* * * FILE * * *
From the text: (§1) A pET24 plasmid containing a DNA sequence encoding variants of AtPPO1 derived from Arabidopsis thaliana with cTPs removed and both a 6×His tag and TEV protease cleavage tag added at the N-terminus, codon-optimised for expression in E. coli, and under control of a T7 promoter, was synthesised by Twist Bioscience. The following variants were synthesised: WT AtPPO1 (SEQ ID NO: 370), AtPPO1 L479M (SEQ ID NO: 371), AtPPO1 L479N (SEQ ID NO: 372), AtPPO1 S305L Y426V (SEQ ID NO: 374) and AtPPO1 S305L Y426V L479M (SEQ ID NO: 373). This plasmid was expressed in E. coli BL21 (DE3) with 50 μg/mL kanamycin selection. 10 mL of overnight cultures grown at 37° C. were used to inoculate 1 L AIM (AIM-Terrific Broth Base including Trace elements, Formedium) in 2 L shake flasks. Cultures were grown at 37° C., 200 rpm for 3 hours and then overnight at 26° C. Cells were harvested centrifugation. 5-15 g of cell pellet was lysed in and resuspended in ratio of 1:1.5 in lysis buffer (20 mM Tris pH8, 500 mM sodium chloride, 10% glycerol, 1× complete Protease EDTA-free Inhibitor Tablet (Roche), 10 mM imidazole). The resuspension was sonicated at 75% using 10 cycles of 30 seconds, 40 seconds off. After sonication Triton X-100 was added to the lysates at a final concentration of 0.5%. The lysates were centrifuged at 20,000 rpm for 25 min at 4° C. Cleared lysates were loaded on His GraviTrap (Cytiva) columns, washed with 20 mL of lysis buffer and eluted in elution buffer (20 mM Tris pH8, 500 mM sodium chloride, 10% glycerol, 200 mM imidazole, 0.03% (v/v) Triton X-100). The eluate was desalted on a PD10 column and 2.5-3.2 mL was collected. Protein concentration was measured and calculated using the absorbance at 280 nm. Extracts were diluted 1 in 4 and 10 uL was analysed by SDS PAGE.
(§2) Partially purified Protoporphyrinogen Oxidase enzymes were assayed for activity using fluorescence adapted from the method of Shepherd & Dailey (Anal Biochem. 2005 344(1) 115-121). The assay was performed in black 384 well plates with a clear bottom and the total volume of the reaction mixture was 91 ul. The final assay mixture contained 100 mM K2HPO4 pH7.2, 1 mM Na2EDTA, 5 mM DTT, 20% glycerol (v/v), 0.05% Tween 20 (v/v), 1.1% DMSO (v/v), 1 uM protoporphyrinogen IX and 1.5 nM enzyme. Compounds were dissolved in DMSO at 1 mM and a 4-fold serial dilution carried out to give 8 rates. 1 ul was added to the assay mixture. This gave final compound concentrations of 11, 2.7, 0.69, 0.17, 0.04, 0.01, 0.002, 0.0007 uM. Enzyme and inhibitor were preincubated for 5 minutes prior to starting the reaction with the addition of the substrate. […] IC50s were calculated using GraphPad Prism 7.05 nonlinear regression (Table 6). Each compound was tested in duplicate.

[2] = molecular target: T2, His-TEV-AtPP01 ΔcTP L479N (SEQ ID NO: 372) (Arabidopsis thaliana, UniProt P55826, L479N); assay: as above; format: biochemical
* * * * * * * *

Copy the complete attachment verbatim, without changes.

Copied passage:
From the text: (§1) A pET24 plasmid containing a DNA sequence encoding variants of AtPPO1 derived from Arabidopsis thaliana with cTPs removed and both a 6×His tag and TEV protease cleavage tag added at the N-terminus, codon-optimised for expression in E. coli, and under control of a T7 promoter, was synthesised by Twist Bioscience. The following variants were synthesised: WT AtPPO1 (SEQ ID NO: 370), AtPPO1 L479M (SEQ ID NO: 371), AtPPO1 L479N (SEQ ID NO: 372), AtPPO1 S305L Y426V (SEQ ID NO: 374) and AtPPO1 S305L Y426V L479M (SEQ ID NO: 373). This plasmid was expressed in E. coli BL21 (DE3) with 50 μg/mL kanamycin selection. 10 mL of overnight cultures grown at 37° C. were used to inoculate 1 L AIM (AIM-Terrific Broth Base including Trace elements, Formedium) in 2 L shake flasks. Cultures were grown at 37° C., 200 rpm for 3 hours and then overnight at 26° C. Cells were harvested centrifugation. 5-15 g of cell pellet was lysed in and resuspended in ratio of 1:1.5 in lysis buffer (20 mM Tris pH8, 500 mM sodium chloride, 10% glycerol, 1× complete Protease EDTA-free Inhibitor Tablet (Roche), 10 mM imidazole). The resuspension was sonicated at 75% using 10 cycles of 30 seconds, 40 seconds off. After sonication Triton X-100 was added to the lysates at a final concentration of 0.5%. The lysates were centrifuged at 20,000 rpm for 25 min at 4° C. Cleared lysates were loaded on His GraviTrap (Cytiva) columns, washed with 20 mL of lysis buffer and eluted in elution buffer (20 mM Tris pH8, 500 mM sodium chloride, 10% glycerol, 200 mM imidazole, 0.03% (v/v) Triton X-100). The eluate was desalted on a PD10 column and 2.5-3.2 mL was collected. Protein concentration was measured and calculated using the absorbance at 280 nm. Extracts were diluted 1 in 4 and 10 uL was analysed by SDS PAGE.
(§2) Partially purified Protoporphyrinogen Oxidase enzymes were assayed for activity using fluorescence adapted from the method of Shepherd & Dailey (Anal Biochem. 2005 344(1) 115-121). The assay was performed in black 384 well plates with a clear bottom and the total volume of the reaction mixture was 91 ul. The final assay mixture contained 100 mM K2HPO4 pH7.2, 1 mM Na2EDTA, 5 mM DTT, 20% glycerol (v/v), 0.05% Tween 20 (v/v), 1.1% DMSO (v/v), 1 uM protoporphyrinogen IX and 1.5 nM enzyme. Compounds were dissolved in DMSO at 1 mM and a 4-fold serial dilution carried out to give 8 rates. 1 ul was added to the assay mixture. This gave final compound concentrations of 11, 2.7, 0.69, 0.17, 0.04, 0.01, 0.002, 0.0007 uM. Enzyme and inhibitor were preincubated for 5 minutes prior to starting the reaction with the addition of the substrate. […] IC50s were calculated using GraphPad Prism 7.05 nonlinear regression (Table 6). Each compound was tested in duplicate.

[2] = molecular target: T2, His-TEV-AtPP01 ΔcTP L479N (SEQ ID NO: 372) (Arabidopsis thaliana, UniProt P55826, L479N); assay: as above; format: biochemical